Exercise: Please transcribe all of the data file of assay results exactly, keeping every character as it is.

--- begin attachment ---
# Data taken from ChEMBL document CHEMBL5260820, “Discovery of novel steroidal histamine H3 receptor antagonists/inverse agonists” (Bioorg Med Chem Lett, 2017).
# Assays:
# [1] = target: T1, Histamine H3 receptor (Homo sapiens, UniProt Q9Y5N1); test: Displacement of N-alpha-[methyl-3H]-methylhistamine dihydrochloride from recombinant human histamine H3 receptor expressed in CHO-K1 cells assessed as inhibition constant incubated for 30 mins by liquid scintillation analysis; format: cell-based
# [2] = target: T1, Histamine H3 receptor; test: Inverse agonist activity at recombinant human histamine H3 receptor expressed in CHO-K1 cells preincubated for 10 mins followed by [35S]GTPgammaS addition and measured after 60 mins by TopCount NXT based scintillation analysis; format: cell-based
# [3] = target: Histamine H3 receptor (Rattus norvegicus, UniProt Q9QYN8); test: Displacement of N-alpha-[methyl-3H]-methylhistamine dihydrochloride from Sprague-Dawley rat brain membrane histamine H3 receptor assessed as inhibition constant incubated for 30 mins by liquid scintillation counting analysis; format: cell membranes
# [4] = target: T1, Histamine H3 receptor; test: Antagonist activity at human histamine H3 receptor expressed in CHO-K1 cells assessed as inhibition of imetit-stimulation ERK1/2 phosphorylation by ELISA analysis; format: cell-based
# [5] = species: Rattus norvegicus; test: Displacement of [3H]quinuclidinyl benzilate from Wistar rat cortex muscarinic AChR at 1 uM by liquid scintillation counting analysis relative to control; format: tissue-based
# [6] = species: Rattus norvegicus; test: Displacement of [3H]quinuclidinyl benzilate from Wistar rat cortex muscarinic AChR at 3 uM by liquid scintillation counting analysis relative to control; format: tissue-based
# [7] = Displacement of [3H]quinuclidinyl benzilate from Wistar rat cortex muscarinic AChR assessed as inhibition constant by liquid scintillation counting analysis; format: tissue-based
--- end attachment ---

# Data taken from ChEMBL document CHEMBL5260820, “Discovery of novel steroidal histamine H3 receptor antagonists/inverse agonists” (Bioorg Med Chem Lett, 2017).
# Assays:
# [1] = target: T1, Histamine H3 receptor (Homo sapiens, UniProt Q9Y5N1); test: Displacement of N-alpha-[methyl-3H]-methylhistamine dihydrochloride from recombinant human histamine H3 receptor expressed in CHO-K1 cells assessed as inhibition constant incubated for 30 mins by liquid scintillation analysis; format: cell-based
# [2] = target: T1, Histamine H3 receptor; test: Inverse agonist activity at recombinant human histamine H3 receptor expressed in CHO-K1 cells preincubated for 10 mins followed by [35S]GTPgammaS addition and measured after 60 mins by TopCount NXT based scintillation analysis; format: cell-based
# [3] = target: Histamine H3 receptor (Rattus norvegicus, UniProt Q9QYN8); test: Displacement of N-alpha-[methyl-3H]-methylhistamine dihydrochloride from Sprague-Dawley rat brain membrane histamine H3 receptor assessed as inhibition constant incubated for 30 mins by liquid scintillation counting analysis; format: cell membranes
# [4] = target: T1, Histamine H3 receptor; test: Antagonist activity at human histamine H3 receptor expressed in CHO-K1 cells assessed as inhibition of imetit-stimulation ERK1/2 phosphorylation by ELISA analysis; format: cell-based
# [5] = species: Rattus norvegicus; test: Displacement of [3H]quinuclidinyl benzilate from Wistar rat cortex muscarinic AChR at 1 uM by liquid scintillation counting analysis relative to control; format: tissue-based
# [6] = species: Rattus norvegicus; test: Displacement of [3H]quinuclidinyl benzilate from Wistar rat cortex muscarinic AChR at 3 uM by liquid scintillation counting analysis relative to control; format: tissue-based
# [7] = Displacement of [3H]quinuclidinyl benzilate from Wistar rat cortex muscarinic AChR assessed as inhibition constant by liquid scintillation counting analysis; format: tissue-based